Intracameral anesthetic:  Yes     No

Intracameral anesthetic preservative free:  Yes     No

Retrobulbar or peribulbar anesthetic block:  Yes     No

Flexible iris retractor:  Yes     No

Intraocular miotic (circle one):  Miostatin / Miochol / Other:_____________ (trade name)

Viscoelastic #1 (circle one):  Discovisc / Duovisc / Provisc / Viscoat / Cellulgel / Healon
/ Healon GV / Amvisc+ / Other:  ___________ (trade name)

Page 2 of 3
Contact tel # (from pg. 1):  ____________

Viscoelastic #2 (circle one):  Discovisc / Duovisc / Provisc / Viscoat / Cellulgel / Healon
/ Healon GV / Amvisc+ / Other:  ___________ (trade name)

BSS (500cc) intraocular irrigant (circle one):  AMO / Acorn / Cytosol / Alcon / Baxter /
Other:  __________________ (trade name)

Topical (15cc) irrigant (circle one):  AMO / Acorn / Cytosol / Alcon / Baxter /
Other: _________

Epinephrine added to BSS:  ________________________ (trade name & concentration)
None added

Intraocular antibiotic #1 added to BSS:  ___________________________ (trade name)

Intraocular antibiotic #2 added to BSS:  ___________________________ (trade name)

Intracameral antibiotic #1:  ________________________ (trade name)

Intracameral antibiotic #2:  ________________________ (trade name)

Incision (circle one):  Clear cornea / Scleral tunnel / Other:  __________________

Suture of incision:  Yes     No

Type of Blade/Knife (circle one):  Reused non-diamond / Reused diamond /
Disposed after each case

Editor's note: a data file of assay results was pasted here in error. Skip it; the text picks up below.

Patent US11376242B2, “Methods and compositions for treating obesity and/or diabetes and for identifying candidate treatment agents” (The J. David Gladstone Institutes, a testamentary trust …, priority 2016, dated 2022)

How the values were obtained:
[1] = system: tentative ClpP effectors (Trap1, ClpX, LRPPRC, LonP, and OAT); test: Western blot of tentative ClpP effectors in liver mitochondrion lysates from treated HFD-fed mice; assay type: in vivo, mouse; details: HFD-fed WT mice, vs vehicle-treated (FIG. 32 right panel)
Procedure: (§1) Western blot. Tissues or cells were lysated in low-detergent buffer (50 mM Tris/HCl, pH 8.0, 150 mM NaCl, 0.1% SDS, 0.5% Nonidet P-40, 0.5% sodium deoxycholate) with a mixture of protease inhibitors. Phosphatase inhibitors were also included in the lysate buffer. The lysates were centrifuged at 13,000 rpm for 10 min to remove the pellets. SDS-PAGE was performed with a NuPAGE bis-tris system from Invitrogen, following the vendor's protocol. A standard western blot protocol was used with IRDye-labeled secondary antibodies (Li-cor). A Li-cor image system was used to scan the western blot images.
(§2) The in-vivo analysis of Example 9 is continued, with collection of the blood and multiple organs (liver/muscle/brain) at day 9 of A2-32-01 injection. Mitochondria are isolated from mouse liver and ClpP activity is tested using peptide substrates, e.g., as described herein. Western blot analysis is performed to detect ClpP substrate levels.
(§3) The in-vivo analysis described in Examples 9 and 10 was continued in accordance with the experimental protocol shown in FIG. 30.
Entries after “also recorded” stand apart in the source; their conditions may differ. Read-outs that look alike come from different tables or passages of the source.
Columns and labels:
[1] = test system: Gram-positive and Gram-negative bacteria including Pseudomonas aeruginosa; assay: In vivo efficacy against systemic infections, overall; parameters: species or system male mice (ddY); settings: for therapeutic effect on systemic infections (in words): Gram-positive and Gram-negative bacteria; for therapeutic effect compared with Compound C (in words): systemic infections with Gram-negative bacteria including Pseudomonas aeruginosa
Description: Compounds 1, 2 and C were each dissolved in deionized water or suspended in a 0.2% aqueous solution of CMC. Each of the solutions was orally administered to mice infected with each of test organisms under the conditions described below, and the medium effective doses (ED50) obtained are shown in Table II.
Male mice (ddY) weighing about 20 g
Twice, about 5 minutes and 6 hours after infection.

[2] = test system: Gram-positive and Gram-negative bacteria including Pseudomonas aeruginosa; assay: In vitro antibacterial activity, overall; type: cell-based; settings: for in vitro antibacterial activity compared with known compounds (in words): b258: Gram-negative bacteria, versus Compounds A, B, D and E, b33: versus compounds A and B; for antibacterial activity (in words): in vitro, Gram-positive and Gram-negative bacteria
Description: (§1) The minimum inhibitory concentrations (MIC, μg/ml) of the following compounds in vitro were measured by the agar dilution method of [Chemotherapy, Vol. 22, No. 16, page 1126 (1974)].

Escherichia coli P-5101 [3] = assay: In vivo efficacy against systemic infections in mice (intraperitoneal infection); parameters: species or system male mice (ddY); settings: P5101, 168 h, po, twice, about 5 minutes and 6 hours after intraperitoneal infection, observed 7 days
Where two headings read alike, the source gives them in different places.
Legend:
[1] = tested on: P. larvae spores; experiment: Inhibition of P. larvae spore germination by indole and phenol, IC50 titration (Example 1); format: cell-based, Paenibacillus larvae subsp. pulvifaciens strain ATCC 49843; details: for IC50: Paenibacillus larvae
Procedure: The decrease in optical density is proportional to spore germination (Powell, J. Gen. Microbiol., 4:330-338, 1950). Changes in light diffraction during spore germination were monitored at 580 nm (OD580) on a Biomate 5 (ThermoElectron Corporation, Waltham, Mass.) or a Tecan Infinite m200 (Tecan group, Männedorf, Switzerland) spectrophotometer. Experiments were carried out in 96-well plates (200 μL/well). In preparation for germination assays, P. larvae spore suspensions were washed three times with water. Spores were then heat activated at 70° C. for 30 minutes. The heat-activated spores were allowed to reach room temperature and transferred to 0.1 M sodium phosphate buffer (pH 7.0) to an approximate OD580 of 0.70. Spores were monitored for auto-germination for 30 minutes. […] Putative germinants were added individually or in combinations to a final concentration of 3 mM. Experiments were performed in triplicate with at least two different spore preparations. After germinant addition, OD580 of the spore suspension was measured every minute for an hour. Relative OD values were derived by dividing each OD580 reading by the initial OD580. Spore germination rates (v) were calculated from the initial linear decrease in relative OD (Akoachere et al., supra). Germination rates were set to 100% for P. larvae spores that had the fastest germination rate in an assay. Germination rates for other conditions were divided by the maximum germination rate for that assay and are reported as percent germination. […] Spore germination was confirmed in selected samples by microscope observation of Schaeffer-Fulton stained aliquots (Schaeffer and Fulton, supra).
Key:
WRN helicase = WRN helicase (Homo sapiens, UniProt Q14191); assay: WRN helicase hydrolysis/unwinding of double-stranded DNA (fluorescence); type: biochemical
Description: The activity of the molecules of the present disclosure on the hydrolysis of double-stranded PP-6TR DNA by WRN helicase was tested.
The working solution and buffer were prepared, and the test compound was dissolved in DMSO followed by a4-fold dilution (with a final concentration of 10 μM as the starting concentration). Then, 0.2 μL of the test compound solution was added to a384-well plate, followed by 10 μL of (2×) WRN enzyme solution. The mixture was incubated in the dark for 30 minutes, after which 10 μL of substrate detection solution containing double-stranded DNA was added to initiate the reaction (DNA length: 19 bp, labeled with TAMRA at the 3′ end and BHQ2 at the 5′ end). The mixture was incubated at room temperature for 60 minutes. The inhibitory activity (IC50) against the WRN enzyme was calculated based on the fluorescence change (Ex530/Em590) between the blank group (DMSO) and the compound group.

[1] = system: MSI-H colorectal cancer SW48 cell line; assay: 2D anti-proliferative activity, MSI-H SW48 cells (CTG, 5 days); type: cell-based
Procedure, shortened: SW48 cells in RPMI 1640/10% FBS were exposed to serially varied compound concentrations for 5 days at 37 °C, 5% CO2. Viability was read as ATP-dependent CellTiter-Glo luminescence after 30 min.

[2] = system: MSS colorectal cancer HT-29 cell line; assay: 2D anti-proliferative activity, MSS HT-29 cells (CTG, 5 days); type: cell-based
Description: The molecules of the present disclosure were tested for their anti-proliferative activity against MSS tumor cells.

Blade/Knife Brand (circle one):  ASICO / Alcon / Sharpoint / Rhein / Other: ________

Phaco delivery system (circle one):   Legacy / Infinity / Sovereign / White Star /
Millenium / Other:  ____________________

Phaco tip reused: Yes     No

Phaco tubing reused:  Yes     No

I/A tip reused:  Yes     No

Insertor tip reused:  Yes     No

Insertor reused:  Yes     No

Cartridge for loading IOL to insertor:  Alcon / AMO / White Star / Bausch & Lomb
                                                              Other:  ____________________________
Other cannulated equipment reused:  Yes     No

Custom Pack (circle one):  Alcon / Allegiance / Cardinal / Medline / Other: __________

Page 3 of 3
Contact tel # (from page 1):  ____________

IOL Type (circle one):  Silicon / Acrylic hydrophilic / Acrylic hydrophobic / PMMA /
Other:  _______________________

IOL Manufacturer:  Alcon / AMO / Bausch & Lomb / Staar / Other:  ______________

Capsule staining (select one):  Trypan blue / ICG / Other:  _______________________

Post-operative topical antibiotic:  _____________________ (trade name)

Post-operative topical steroid:  ______________________ (trade name)

Post-operative topical NSAID:  _____________________ (trade name)

Instrument Re-processing Questionnaire                                                       Page 1 of 2

Cataract surgical center contact:
Name of center:   _______________________
Contact person:  ______________________
Telephone number:  ____________________
Fax number:  _________________
Address:  __________________

On behalf of the American Society of Cataract & Refractive Surgery, please return to:

Nick Mamalis, MD
Intermountain Ocular Research Center
John A. Moran Eye Center
University of Utah
Salt Lake City, Utah  84132
Fax# (801) 581-3357